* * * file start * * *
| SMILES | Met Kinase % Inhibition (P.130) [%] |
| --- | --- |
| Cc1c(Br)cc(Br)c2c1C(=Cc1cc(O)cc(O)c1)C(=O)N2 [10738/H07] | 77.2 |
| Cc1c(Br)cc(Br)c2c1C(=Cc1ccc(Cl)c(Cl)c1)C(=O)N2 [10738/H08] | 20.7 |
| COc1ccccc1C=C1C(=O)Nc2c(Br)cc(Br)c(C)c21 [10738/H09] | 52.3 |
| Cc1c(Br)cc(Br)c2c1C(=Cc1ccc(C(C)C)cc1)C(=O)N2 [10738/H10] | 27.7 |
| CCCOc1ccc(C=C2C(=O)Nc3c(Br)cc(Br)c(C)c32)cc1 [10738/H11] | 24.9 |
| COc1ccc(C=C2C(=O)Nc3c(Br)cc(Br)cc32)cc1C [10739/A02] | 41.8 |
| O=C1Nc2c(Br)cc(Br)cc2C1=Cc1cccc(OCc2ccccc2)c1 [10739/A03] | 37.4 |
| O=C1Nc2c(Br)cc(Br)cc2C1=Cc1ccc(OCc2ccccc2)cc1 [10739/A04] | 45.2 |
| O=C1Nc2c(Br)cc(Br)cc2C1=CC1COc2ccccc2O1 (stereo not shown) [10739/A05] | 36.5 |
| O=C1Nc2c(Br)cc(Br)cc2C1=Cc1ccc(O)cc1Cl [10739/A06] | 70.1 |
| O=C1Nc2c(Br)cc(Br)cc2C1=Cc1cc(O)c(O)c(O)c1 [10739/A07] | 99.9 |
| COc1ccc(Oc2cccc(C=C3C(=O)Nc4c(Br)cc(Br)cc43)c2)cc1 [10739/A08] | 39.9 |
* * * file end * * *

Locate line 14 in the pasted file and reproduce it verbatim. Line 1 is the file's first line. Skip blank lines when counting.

| COc1ccc(Oc2cccc(C=C3C(=O)Nc4c(Br)cc(Br)cc43)c2)cc1 [10739/A08] | 39.9 |